I did purchase a quantity of Civet paste this last trip.It is notan ethical Civet product, but, that being said, the one factor that will determine viability of change in the industry, is whether there is enough western interest in ethical Civet products. This is gauged by our willingness to financially invest in the concept of ethics and sustainability. It is our interest, expressed in our western currency that makes and shapes the world around us. If we can’t show them that we are offering more than our criticism or advice, there will be no incentive to develop ethical Civiculture in Ethiopia. Our boycott of Civet products has proven detrimental to all involved. It is time for a different approach to the problem. It is not going away on its own.
I am not talking about billion dollar corporations investing here, but about individual activism. You and I and many more like us that want to put in our vote on what kind of world reflects our values. What kind of world we want to see and manifest. The power of many individual voices and small purchases is absolutely world changing.
So, you and anyone you know that might want a say in rectifying this ethical stalemate, are invited to show the Ethiopian government, farmers and Civet industry, the world really, that we do care and are willing to do something about it.
I have priced the Civet paste at $10.00 a gram, on Parr with the lowest retail price I could find. Every gram sold is a statement that change is possible.
It is pure and high quality, authentic and genuine. It’s about as close as anyone can get to actually collecting paste from a Civet’s butt in person. Anyone who has tried to get real Civet paste knows it is not easy. Between adulterants, chemical and aromatic substitutes, fillers, fakes and unscrupulous middlemen, it can take years to find the real deal or discern the differences in quality.
Please support this project with your “likes”, shares or purchases, your comments or ratings. You can reblog or repost, or link back to it through your own blog or website, and please do pass it on to anyone you think might have an interest. If there is no interest, market or demand for an ethical alternative, no input from the public, it will not be possible, and in my opinion this unfortunate and sad situation will never change. Without our intervention, I believe we will all end up facing a great loss.
You can also contact me directly at email@example.com
I was going to continue sharing my journey in chronological order, Dead Sea, Jerusalem then Ethiopia, but,,,, I had such a great time in Addis Ababa and came back with such amazing treasures and opportunities that I simply couldn’t keep it all under my hat. I am bursting to talk about my finds and the great luck that came my way. Three new and rare types of Frankincense. All native to Ethiopia and each distinctly unique. A supply of their distilled oils and the most heavenly essential oils of Opoponax and Palmarosa on their way here soon.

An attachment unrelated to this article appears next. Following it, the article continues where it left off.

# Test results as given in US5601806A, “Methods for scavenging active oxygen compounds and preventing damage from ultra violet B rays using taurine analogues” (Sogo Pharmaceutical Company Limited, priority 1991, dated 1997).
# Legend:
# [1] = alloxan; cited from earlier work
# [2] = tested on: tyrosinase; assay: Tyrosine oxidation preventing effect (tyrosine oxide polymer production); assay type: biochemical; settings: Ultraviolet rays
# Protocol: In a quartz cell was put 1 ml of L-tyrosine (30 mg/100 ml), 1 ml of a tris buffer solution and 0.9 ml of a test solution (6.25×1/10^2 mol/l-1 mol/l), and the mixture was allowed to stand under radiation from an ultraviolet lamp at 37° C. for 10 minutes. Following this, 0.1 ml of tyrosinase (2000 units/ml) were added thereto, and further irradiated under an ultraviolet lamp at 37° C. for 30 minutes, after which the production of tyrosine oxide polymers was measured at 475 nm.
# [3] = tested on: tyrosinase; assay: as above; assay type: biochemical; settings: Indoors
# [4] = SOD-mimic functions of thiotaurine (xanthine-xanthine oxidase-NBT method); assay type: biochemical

The trip from Israel to Ethiopia was booked on the fly two days after we arrived in Israel, four days to get organized for it..
For the past couple of years I had researched and hoped one day to visit Ethiopia, make contact with farmers/collectors and suppliers of Civet paste, Myrrh and Frankincense, but until I bought the ticket, it was only a theory. A wisp of a dream that rose and wafted around in my mind with visions of visiting Frankincense trees in Yemen, Dragon’s Blood trees on Socrato island, and vendors sorting grades of fresh harvested Boswellia Carterii/Sacra Frankincense in Oman.
In 2012, while researching Frankincense chemistry and looking for reliable ways of distinguishing between the different types, I discovered the website of another “Apothecary” and teaching garden in Addis Ababa Ethiopia. Not only was there a teaching garden associated with the website, the person who ran the site seemed an accredited expert in Frankincense and African medicinal plants, made and sold herbal products from local plants as I, and was a distiller and supplier of essential oils from those local plants and oleo-resins. Wow!
After arriving in Israel and with only a few days notice, I let him know I would be in Addis Ababa, could we meet? The timing was tight, he had a local trip booked for that week, and was chairing an annual congress of the Chemical Society of Ethiopia. Very tight timing.
In short, I was his guest at the University of Addis Ababa for 2 days, His grad students expanded their social skills and their command of English by babysitting me, (poor guys, I kept disappearing ). I listened to some very interesting presentations on the development and uses of local plant and mineral resources from the perspectives of organic and inorganic chemistry. Most notably I spent time enjoying his laboratory where his students were doing an extraction of Moringa seed, preparing it for chemical analysis, and visiting the specimen gardens on the university grounds. Both these made me feel right at home. Running between laboratory and garden, that’s me!